(Bloomberg) — Europe’s oil refineries stopped taking piped deliveries of Urals crude from Russia after flows were found to be contaminated, choking off one of the continent’s main sources of supply.
Pumping through a section of the Druzhba pipeline into southern and central Europe was halted overnight, Ukraine said. That brings the link to a complete stop after a larger, northern spur into Poland and Germany had already ceased. It means a temporary loss of at least 1 million barrels a day of crude with more barrels still at risk.
The halt comes at a critical time for a global oil market that’s been hit by restricted supplies of so-called heavier crudes from the likes of Iran, Venezuela, Canada and even Mexico. That’s on top of a pact by producers including Saudi Arabia and Russia to collectively limit production that’s seen prices steadily rising for several months.
“It is bullish for the market, and also for crude differentials,” said PVM Oil Associates Ltd. analyst Tamas Varga. “The Urals market has been quite bullish relative to Brent and now it’s more so.”
The piped oil has become tainted by organic chlorides that, when refined, become hydrochloric acid that can damage the plants. The issue, first raised by Belarus last week, has also affected supplies from the Russian port of Ust-Luga in the Baltic Sea, according to a person familiar with the matter. There are no signs that shipments from Novorossiysk or Primorsk, two other Russian tanker-loading facilities, have been disrupted.
Brent crude passed $75 a barrel for the first time since October on Thursday. It was trading at $74.18 at 7:46 a.m. in London.
Organic chlorides are not naturally occurring and are used in upstream processes to boost output, “but must be removed before bringing crude parcels to market,” said Amrita Sen, chief oil analyst at consultant Energy Aspects Ltd.
The northern part of the pipeline delivered about 730,000 barrels a day of crude to Germany and Poland in the final five months of last year, Russian Energy Ministry data show. As much as 1.5 million barrels a day are at risk, according to data compiled by Bloomberg. That equates to about a tenth of Europe’s entire consumption — and more for the countries directly affected.
Ukrainian state-run Ukrtransnafta said on Facebook that it “was forced” to halt transit of Russian oil to the European Union via the southern link because the crude didn’t meet quality requirements. Slovakia also refused to accept the oil for the same reasons.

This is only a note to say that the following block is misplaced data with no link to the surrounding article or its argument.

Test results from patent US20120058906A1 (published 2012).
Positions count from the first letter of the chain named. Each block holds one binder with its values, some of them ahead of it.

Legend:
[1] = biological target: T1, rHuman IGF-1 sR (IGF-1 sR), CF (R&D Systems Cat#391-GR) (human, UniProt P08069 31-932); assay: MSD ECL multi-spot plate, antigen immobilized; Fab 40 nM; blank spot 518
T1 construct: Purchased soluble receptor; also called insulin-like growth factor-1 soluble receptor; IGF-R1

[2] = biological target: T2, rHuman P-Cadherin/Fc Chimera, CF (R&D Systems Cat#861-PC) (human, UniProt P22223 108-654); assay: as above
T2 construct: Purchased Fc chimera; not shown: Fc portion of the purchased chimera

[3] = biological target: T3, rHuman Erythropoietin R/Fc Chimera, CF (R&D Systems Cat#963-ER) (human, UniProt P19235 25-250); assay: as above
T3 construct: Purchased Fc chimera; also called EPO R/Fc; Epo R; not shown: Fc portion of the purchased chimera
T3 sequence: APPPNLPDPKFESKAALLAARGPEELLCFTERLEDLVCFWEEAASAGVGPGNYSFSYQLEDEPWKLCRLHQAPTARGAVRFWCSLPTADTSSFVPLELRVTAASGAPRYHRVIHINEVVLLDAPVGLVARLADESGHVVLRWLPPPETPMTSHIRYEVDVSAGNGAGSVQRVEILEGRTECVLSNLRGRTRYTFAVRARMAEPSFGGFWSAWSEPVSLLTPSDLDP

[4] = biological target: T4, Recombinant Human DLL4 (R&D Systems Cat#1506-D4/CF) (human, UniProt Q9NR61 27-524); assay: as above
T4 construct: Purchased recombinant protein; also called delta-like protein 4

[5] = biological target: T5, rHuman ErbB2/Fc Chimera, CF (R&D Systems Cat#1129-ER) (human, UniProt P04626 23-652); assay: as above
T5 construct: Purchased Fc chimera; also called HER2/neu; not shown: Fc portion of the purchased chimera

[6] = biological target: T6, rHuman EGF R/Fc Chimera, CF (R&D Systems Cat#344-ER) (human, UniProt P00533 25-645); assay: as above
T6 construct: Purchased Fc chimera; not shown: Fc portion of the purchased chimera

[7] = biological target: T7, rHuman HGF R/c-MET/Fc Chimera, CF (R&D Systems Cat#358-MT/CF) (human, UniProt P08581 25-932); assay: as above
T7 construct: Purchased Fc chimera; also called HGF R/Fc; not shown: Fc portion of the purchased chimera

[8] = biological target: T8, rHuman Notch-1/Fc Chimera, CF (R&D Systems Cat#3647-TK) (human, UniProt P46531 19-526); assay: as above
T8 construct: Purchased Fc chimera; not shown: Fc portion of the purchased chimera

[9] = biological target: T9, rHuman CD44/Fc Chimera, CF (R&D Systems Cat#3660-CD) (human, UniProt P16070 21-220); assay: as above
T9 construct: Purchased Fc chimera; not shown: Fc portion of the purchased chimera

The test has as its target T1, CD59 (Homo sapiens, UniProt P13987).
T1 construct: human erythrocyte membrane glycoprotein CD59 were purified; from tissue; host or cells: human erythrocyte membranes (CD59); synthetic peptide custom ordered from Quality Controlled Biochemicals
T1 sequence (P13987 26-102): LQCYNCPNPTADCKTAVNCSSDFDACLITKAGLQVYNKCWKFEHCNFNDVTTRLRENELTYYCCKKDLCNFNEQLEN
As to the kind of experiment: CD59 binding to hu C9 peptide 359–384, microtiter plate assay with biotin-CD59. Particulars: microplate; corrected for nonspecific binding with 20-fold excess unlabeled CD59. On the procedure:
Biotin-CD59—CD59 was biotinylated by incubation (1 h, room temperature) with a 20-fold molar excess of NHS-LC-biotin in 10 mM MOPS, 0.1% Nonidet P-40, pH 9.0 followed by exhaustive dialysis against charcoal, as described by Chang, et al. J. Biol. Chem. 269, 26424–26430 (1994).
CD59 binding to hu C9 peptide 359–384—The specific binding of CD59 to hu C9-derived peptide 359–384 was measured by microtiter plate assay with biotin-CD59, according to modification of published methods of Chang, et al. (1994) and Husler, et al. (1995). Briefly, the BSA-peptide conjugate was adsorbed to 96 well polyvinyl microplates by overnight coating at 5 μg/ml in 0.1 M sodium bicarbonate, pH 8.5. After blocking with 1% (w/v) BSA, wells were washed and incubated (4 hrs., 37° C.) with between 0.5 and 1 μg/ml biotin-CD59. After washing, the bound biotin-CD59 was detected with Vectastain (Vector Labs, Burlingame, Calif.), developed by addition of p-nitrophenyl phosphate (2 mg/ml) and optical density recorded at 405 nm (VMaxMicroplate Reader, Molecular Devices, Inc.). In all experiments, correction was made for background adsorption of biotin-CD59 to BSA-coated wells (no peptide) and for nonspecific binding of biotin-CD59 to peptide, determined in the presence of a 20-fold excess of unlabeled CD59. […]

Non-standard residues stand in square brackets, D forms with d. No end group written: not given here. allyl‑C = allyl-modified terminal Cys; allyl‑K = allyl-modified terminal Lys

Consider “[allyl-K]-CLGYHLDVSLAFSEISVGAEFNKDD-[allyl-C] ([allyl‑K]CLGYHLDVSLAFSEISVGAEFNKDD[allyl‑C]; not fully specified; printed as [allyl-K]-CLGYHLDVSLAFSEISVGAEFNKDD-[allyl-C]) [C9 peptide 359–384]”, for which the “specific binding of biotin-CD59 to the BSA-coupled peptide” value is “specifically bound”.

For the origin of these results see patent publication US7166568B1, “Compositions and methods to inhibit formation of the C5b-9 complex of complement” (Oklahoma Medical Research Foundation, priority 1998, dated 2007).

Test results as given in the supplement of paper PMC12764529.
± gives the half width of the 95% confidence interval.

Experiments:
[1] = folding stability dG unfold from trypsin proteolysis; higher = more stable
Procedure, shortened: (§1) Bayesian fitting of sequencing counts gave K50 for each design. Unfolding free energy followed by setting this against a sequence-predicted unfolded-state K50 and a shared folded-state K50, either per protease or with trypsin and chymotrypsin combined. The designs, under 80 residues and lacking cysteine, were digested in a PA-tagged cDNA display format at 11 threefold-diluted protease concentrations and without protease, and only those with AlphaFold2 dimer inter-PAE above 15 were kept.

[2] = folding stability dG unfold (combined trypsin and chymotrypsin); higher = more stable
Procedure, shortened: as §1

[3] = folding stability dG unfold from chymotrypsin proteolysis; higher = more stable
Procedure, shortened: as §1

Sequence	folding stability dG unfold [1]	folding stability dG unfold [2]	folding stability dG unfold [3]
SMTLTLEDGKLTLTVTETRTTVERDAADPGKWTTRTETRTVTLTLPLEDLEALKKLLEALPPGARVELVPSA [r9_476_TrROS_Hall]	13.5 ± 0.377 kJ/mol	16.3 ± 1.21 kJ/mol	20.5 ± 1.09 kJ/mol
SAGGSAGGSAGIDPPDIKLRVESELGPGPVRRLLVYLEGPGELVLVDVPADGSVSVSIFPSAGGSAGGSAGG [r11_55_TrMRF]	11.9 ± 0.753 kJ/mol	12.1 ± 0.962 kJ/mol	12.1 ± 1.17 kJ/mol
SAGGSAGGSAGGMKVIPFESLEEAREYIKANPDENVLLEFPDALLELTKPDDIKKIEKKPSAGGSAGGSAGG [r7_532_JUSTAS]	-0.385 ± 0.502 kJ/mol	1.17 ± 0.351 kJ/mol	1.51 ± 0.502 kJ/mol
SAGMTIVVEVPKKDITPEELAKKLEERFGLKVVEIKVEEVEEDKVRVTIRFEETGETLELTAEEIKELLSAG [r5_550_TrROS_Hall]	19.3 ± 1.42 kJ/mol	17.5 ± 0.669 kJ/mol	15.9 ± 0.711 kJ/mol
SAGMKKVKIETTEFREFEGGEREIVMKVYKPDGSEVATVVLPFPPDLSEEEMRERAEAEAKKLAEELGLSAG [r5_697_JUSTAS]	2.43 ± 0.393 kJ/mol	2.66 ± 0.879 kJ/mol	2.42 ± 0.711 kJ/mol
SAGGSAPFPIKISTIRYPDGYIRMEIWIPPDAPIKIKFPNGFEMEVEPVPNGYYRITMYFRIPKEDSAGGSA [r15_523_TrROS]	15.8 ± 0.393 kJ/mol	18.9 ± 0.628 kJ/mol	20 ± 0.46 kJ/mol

Mol Nyrt., which has refineries in Hungary and Slovakia, had said earlier that it was monitoring crude as it flowed through the southern section of the pipeline and that the oil it had observed met the company’s required operation standards. It takes several days for Russian oil to flow through the pipeline to the two countries.
In a sign that oil traders are scrambling for replacement barrels, the premium for Brent crude for immediate delivery over supplies in six months time surged to as much as $3.25 a barrel on Thursday, the widest spread in about five years.
Belarus, which sits between Russia and Poland, complained late last week that its refineries could suffer damage from the contamination. Poland’s biggest refiners, Grupa Lotos SA and PKN Orlen SA, said Thursday their productivity won’t be affected.
The Druzhba pipeline divides in Belarus, with the southern section supplying refineries in countries including the Czech Republic, Slovakia and Hungary.
Supplies of oil and refined products to the Polish market will be maintained from stockpiles until the situation is resolved, according to PERN, the pipeline operator. If the halt is prolonged, the refiners will import crude through the Gdansk port on the Baltic Sea, it said.
PKN Orlen said it anticipates the halt lasting one or two weeks. Issues with the quality of Russian crude supply are “technical” and should be resolved in “near future,” Russian Deputy Prime Minister Dmitry Kozak said Thursday.
Belarus told PERN about problems with the oil quality on April 19 and halted its exports of refined fuel. The country, which profits from processing Russian crude, is embroiled in a fight with its larger neighbor over an energy tax regime that it says could deprive its budget of billions of dollars.
Amid friction over Russia’s push for deeper economic and political integration, Belarusian President Alexander Lukashenko threatened earlier this month to close pipelines transporting Russian oil across his country for maintenance. Russia has said it may increase oil exports via sea if the Druzhba pipeline closes.
A spokesman for Russian pipeline operator Transneft PJSC didn’t immediately respond to a request for comment.
“There has been no improvement in the quality of Russian crude, it still does not correspond to the norms,” Marina Kostiuchenko, a spokeswoman for Belarusian state petrochemicals company Belneftekhim said by phone from Minsk on Thursday. “Acceptable quality norms are exceeded several times, the situation has not improved.”
–With assistance from Jake Rudnitsky, Javier Blas, Julian Lee, Sherry Su and Alex Longley.
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